What’s up with… Vodafone, Orange, NTT Docomo
- Bidders stalk Vodafone Spain’s fixed line assets
- Orange touts 5G+ and mulls regional tower sales
- NTT Docomo invests in US cloud gaming startup
In today’s industry news roundup: Multiple bidders fancy buying Vodafone Spain’s fixed line assets; Orange has cause for celebration in Spain and appears to be mulling multiple options for its MEA tower assets; NTT Docomo’s investment arm takes a stake in a US-based mobile cloud game streaming platform; and more!
A bidding war is brewing for Vodafone Spain’s fixed line unit, with multiple parties set to offer billions of euros for the operator’s broadband assets. According to Spanish business newspaper El Economista, Macquarie Capital, which already holds a majority stake in Spanish wholesale fibre access network operator Onivia, and Ardian Infrastructure, which owns rural wholesale fibre access operator Adamo Telecom, are both interested in Vodafone’s assets, which pass 10.5 million premises (7 million with cable broadband lines and 3.5 million with fibre lines) and have been valued at about €4bn. And other bidders, such as infrastructure investment firm Brookfield, might also make offers, according to the report. Spain is one of Vodafone’s trickier markets: It is struggling for scale and lost out last year to Orange in the battle to acquire MásMóvil. Now it looks like Vodafone, which is under pressure from investors and still seeking a new group CEO, is scaling back in the country.
Still in the Iberian peninsula… Orange Spain has become the first operation in the Orange Group to launch a commercial 5G standalone (SA) mobile service. Dubbed 5G+, the offering is already available in several major Spanish cities, with other areas being added throughout the year. The company claims to be the first telco in Spain to launch a 5G SA network. More information is available here (in Spanish).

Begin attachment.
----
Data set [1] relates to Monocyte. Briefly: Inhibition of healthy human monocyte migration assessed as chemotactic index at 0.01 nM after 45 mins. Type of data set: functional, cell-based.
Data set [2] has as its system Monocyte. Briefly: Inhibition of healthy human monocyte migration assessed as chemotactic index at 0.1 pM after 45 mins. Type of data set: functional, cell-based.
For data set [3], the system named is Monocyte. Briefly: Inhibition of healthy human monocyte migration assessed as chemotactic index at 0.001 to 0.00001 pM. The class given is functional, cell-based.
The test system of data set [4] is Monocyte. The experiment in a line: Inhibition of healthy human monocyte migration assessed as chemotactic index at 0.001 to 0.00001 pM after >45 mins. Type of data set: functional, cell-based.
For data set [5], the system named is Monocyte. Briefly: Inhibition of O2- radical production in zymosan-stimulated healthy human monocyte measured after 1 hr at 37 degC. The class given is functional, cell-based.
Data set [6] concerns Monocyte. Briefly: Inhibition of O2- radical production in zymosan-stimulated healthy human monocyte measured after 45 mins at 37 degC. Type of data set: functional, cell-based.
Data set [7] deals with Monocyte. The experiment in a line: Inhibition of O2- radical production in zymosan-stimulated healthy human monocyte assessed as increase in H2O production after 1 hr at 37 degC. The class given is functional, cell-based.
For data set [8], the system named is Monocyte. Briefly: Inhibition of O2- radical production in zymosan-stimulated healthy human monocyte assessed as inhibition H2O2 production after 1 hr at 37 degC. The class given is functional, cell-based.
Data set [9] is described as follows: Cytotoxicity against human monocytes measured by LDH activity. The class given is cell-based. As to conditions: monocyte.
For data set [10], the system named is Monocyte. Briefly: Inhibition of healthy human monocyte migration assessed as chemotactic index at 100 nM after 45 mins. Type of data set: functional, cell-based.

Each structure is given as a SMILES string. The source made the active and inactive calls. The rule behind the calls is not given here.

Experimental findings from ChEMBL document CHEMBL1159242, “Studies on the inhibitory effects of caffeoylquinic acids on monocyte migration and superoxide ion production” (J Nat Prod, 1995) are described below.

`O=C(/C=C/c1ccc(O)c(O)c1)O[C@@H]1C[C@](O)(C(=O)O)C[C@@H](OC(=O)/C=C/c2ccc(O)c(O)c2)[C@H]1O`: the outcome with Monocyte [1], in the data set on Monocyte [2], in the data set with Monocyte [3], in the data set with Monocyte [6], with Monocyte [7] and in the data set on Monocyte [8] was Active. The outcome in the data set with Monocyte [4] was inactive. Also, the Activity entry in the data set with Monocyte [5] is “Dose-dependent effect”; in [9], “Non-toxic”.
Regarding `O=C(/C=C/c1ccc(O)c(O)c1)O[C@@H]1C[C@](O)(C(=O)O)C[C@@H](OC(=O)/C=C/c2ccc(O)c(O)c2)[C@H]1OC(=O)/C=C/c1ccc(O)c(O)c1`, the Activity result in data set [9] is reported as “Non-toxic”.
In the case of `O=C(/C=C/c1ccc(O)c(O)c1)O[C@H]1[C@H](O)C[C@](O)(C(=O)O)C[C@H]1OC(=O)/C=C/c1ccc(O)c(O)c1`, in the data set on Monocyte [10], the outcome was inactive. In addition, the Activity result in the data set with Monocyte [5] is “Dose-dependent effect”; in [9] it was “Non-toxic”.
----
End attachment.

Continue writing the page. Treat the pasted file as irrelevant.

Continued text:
And still with Orange… The operator is reportedly mulling a range of options to raise money from its tower assets in Africa and the Middle East in a move that could raise $1bn, according to Bloomberg. The assets, which are not part of Totem, the Orange division that manages the operator’s towers in Europe, could be bundled and sold outright, sold on a country-by-country basis, become part of a joint venture with other tower groups or spun out and listed on a public exchange via an IPO, according to the report. Orange is set to unveil a new group strategy later this week.
NTT Docomo Ventures, the investment arm of NTT Docomo, has upped its game in the digital content era by investing an undisclosed sum into now.gg, a US-based mobile cloud game streaming platform.The venture fund of the Japanese telco intends to use the financing to explore options to launch joint projects and create new value. According to NTT Docomo, the cloud rendering technologies and the user experience provided by now.gg are “highly compatible with the initiative for a better communication that Docomo aims to achieve”, including via its multi-device metaverse service, which has been delivering “a wide range” of digital content since 2022. Read more.